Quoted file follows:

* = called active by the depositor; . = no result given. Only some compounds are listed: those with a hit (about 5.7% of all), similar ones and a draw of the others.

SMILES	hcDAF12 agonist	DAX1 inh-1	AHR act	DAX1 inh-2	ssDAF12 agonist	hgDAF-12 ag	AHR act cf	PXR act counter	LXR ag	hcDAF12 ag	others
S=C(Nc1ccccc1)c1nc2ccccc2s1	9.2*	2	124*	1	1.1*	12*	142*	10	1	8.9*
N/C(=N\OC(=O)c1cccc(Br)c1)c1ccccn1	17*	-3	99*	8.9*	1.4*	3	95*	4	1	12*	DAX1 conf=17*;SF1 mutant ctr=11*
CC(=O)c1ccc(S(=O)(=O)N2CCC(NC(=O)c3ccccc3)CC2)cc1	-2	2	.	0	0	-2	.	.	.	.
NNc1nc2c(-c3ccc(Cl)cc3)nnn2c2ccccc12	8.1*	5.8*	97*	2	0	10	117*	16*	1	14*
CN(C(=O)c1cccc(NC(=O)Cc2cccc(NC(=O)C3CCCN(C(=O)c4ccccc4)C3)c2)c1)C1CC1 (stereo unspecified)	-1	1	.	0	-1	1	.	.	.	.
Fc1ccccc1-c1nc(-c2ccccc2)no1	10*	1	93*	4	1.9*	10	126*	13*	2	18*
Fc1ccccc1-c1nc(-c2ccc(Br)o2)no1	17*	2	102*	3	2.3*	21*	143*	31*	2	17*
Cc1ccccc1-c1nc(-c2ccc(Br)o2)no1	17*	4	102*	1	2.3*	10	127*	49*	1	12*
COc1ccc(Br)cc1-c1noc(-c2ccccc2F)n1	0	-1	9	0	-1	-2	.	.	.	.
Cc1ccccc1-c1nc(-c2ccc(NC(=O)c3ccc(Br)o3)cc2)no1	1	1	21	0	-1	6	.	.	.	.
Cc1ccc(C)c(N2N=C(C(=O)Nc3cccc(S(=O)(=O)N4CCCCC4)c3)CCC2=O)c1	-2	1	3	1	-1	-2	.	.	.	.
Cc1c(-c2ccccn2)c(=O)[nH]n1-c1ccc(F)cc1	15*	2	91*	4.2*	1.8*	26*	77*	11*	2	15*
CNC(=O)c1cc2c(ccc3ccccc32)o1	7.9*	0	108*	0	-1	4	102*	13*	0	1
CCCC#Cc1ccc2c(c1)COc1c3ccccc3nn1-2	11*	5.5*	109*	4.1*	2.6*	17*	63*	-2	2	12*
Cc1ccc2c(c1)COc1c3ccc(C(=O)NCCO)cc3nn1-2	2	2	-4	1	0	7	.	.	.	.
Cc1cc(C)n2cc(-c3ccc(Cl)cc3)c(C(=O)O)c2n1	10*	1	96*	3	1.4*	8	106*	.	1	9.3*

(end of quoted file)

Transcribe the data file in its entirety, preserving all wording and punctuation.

* = called active by the depositor; . = no result given. Only some compounds are listed: those with a hit (about 5.7% of all), similar ones and a draw of the others.

SMILES	hcDAF12 agonist	DAX1 inh-1	AHR act	DAX1 inh-2	ssDAF12 agonist	hgDAF-12 ag	AHR act cf	PXR act counter	LXR ag	hcDAF12 ag	others
S=C(Nc1ccccc1)c1nc2ccccc2s1	9.2*	2	124*	1	1.1*	12*	142*	10	1	8.9*
N/C(=N\OC(=O)c1cccc(Br)c1)c1ccccn1	17*	-3	99*	8.9*	1.4*	3	95*	4	1	12*	DAX1 conf=17*;SF1 mutant ctr=11*
CC(=O)c1ccc(S(=O)(=O)N2CCC(NC(=O)c3ccccc3)CC2)cc1	-2	2	.	0	0	-2	.	.	.	.
NNc1nc2c(-c3ccc(Cl)cc3)nnn2c2ccccc12	8.1*	5.8*	97*	2	0	10	117*	16*	1	14*
CN(C(=O)c1cccc(NC(=O)Cc2cccc(NC(=O)C3CCCN(C(=O)c4ccccc4)C3)c2)c1)C1CC1 (stereo unspecified)	-1	1	.	0	-1	1	.	.	.	.
Fc1ccccc1-c1nc(-c2ccccc2)no1	10*	1	93*	4	1.9*	10	126*	13*	2	18*
Fc1ccccc1-c1nc(-c2ccc(Br)o2)no1	17*	2	102*	3	2.3*	21*	143*	31*	2	17*
Cc1ccccc1-c1nc(-c2ccc(Br)o2)no1	17*	4	102*	1	2.3*	10	127*	49*	1	12*
COc1ccc(Br)cc1-c1noc(-c2ccccc2F)n1	0	-1	9	0	-1	-2	.	.	.	.
Cc1ccccc1-c1nc(-c2ccc(NC(=O)c3ccc(Br)o3)cc2)no1	1	1	21	0	-1	6	.	.	.	.
Cc1ccc(C)c(N2N=C(C(=O)Nc3cccc(S(=O)(=O)N4CCCCC4)c3)CCC2=O)c1	-2	1	3	1	-1	-2	.	.	.	.
Cc1c(-c2ccccn2)c(=O)[nH]n1-c1ccc(F)cc1	15*	2	91*	4.2*	1.8*	26*	77*	11*	2	15*
CNC(=O)c1cc2c(ccc3ccccc32)o1	7.9*	0	108*	0	-1	4	102*	13*	0	1
CCCC#Cc1ccc2c(c1)COc1c3ccccc3nn1-2	11*	5.5*	109*	4.1*	2.6*	17*	63*	-2	2	12*
Cc1ccc2c(c1)COc1c3ccc(C(=O)NCCO)cc3nn1-2	2	2	-4	1	0	7	.	.	.	.
Cc1cc(C)n2cc(-c3ccc(Cl)cc3)c(C(=O)O)c2n1	10*	1	96*	3	1.4*	8	106*	.	1	9.3*